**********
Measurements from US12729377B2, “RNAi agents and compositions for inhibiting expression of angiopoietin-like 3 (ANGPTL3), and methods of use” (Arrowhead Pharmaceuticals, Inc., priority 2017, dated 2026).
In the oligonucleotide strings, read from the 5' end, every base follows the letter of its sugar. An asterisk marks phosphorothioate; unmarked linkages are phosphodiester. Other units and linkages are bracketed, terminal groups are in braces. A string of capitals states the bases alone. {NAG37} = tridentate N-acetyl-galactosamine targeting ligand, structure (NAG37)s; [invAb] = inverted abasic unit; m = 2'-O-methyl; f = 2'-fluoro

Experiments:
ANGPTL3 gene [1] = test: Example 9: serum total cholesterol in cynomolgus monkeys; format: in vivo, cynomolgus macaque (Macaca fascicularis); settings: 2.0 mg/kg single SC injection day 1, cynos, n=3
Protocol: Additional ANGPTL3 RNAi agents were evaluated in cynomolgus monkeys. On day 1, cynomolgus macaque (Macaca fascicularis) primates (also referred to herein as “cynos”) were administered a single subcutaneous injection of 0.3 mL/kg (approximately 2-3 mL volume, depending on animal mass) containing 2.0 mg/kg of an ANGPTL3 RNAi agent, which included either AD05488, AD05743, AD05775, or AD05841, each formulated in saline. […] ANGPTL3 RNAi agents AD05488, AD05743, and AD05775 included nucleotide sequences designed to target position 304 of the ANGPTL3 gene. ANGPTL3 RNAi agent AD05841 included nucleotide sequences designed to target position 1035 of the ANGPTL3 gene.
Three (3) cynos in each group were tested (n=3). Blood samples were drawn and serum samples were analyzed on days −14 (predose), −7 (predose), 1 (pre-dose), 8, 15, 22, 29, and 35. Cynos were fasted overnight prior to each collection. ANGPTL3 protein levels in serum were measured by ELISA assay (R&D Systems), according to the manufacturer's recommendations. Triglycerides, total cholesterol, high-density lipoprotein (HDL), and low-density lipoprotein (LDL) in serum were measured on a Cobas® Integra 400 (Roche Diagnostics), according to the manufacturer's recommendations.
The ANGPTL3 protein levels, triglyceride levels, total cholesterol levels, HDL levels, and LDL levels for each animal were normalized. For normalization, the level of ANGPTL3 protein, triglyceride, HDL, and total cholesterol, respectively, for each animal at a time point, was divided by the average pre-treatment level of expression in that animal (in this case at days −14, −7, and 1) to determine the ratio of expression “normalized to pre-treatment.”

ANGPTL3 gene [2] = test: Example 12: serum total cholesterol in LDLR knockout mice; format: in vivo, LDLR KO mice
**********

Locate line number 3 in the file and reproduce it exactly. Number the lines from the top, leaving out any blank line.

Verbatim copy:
Experiments: